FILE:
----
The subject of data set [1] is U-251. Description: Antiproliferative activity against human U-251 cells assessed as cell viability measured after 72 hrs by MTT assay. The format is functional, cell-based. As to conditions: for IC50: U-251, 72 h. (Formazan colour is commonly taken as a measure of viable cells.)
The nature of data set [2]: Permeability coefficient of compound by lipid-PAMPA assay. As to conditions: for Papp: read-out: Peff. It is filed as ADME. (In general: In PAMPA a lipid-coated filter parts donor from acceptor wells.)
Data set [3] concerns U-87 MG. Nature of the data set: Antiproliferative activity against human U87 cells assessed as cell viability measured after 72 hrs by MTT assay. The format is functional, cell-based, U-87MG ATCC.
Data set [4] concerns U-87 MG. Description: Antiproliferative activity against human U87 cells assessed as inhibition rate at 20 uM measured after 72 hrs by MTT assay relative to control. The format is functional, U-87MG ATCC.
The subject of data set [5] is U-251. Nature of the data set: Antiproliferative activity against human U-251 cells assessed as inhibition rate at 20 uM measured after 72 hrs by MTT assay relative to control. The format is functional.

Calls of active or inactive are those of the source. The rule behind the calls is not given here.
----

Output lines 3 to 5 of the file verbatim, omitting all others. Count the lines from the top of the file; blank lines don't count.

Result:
Data set [3] concerns U-87 MG. Nature of the data set: Antiproliferative activity against human U87 cells assessed as cell viability measured after 72 hrs by MTT assay. The format is functional, cell-based, U-87MG ATCC.
Data set [4] concerns U-87 MG. Description: Antiproliferative activity against human U87 cells assessed as inhibition rate at 20 uM measured after 72 hrs by MTT assay relative to control. The format is functional, U-87MG ATCC.
The subject of data set [5] is U-251. Nature of the data set: Antiproliferative activity against human U-251 cells assessed as inhibition rate at 20 uM measured after 72 hrs by MTT assay relative to control. The format is functional.